Again: Lender Loses All Because Statute Of Limitations Expired


15 June, 2017


Mortgage Lender and Servicer Alerts

Lenders and servicers will always find it to be an excruciating incongruity that a loan can be made to borrower, who is then allowed to keep all of the money – with no necessity to repay a cent – because of procedural miscues which cause the statute of limitations to expire.  Well, it has happened yet again [Beneficial Homeowner Serv. Corp. v. Tovar, 2017 N.Y. App. Div. LEXIS 3410] and a review of the hidden danger can be salutary.

As a quick aside, this lender dilemma may appear to be a creature of only some recent years.  Actually, it is not at all new, but the much greater volume of foreclosures, and the resultant increased invocation of the statute of limitations brings the threat to greater prominence.  Nonetheless, the lesson seems not to be ingrained on the lender side – and so this review engendered by the new case.

Why the underlying problem can silently arise is emphasized by the facts in the new case and the applicable law.  Here, a foreclosure action had been begun by the lender plaintiff in October 2007.  Because the borrower was able to demonstrate that personal service upon her was not made, her motion to dismiss the complaint in that foreclosure was granted – in 2010.  Plaintiff recommenced foreclosure in February 2014 and it was that foreclosure which was dismissed, founded upon the running of the statute of limitations.  So how did that happen?

One applicable basic principle is that although a mortgage is payable in installments, once the debt is declared due – that is, accelerated – the statute of limitations begins to run on the entire debt.  (This is not as obscure a concept as it may once have appeared to be.)

While acceleration is often accomplished by sending a letter declaring the balance due, as a matter of law in New York the filing of the summons and complaint (and here the notice of pendency as well) constitutes a valid election to accelerate the maturity of the debt.  Thus, the lender had accelerated back in 2007.  The hidden peril is revealed by the concept, emphasized by the court, that even though the earlier action, from 2007, was dismissed as against the borrower for lack of service, that did not invalidate the election to accelerate the maturity of the debt.  That is to say, the acceleration survived dismissal of the action.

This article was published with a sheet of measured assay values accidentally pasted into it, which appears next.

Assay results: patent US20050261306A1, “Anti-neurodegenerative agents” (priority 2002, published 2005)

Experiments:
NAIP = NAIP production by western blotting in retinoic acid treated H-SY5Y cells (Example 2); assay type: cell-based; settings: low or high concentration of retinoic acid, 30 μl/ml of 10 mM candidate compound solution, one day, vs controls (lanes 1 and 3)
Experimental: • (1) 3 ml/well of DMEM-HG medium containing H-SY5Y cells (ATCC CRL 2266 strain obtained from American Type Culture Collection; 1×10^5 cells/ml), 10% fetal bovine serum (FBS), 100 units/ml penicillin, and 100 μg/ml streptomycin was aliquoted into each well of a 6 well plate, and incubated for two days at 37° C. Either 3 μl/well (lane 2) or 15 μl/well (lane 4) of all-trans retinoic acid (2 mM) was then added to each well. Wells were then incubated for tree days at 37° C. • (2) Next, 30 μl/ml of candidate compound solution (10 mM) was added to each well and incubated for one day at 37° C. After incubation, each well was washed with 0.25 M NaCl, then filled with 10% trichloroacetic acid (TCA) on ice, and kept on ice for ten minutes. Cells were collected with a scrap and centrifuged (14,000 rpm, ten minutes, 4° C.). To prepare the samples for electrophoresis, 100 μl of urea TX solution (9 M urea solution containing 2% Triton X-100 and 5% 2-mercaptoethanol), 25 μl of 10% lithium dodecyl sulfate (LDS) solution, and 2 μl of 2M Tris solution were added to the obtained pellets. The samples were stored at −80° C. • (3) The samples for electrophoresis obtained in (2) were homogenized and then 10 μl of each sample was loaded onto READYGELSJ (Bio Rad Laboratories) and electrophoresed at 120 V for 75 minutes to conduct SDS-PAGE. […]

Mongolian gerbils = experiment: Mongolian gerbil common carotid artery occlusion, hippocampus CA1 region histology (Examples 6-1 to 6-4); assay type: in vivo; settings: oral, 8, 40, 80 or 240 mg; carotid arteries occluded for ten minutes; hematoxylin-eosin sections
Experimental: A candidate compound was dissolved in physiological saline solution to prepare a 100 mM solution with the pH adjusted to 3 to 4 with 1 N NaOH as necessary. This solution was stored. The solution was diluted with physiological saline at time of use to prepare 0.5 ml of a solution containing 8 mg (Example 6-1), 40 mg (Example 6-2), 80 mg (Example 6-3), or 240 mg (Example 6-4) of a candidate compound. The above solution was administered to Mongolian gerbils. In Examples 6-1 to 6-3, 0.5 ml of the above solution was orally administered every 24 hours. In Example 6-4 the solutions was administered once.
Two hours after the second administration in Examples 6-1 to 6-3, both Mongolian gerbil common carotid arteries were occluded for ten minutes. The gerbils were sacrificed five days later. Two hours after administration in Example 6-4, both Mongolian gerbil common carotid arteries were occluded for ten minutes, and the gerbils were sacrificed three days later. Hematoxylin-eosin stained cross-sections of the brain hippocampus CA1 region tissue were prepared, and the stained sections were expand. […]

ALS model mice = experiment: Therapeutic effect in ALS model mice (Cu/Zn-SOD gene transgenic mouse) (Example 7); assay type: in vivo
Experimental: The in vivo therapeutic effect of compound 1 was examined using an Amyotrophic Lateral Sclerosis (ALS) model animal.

Looking at the numbers, then, the debt was accelerated in 2007, that action went away in 2010, but the acceleration didn’t, the new action was begun in 2014 but the statute of limitations had expired in 2013.  The lender loses; there is nothing left to enforce.

The only perhaps novel argument in the case was that the lender tried to say that since the summons and complaint were never served on the borrower in the 2007 case (as the earlier court had ruled), that borrower never had notice of the acceleration and therefore this was the equivalent of acceleration never having existed.  The court, however, observed that the fact of acceleration cannot be confused with the notice of the election to accelerate.  Thus, failure to serve the summons and complaint did not vitiate the acceleration via filing the summons and complaint.

Given these accepted maxims, that the lender lost is not surprising, even though from the lender’s point of view it would be quite dismaying.  But it all strongly underscores the need for attention to prosecuting mortgage enforcement.  If a foreclosure is dismissed, starting it anew with some dispatch is obviously worthy of consideration; waiting years to start it again can too often create a problem.

Mr. Bergman, author of the four-volume treatise, Bergman on New York Mortgage Foreclosures, LexisNexis Matthew Bender (rev. 2017), is a partner with Berkman, Henoch, Peterson, Peddy & Fenchel, P.C. in Garden City, New York. He is also a member of the USFN, The American College of Real Estate Lawyers, The American College of Mortgage Attorneys, an adviser to the New York Times on foreclosure issues and writes a regular servicing column for the New York Law Journal. He is AV rated by Martindale-Hubbell, his biography appears in Who’s Who In American Law and he has been for years listed in Best Lawyers In America and New York Super Lawyers.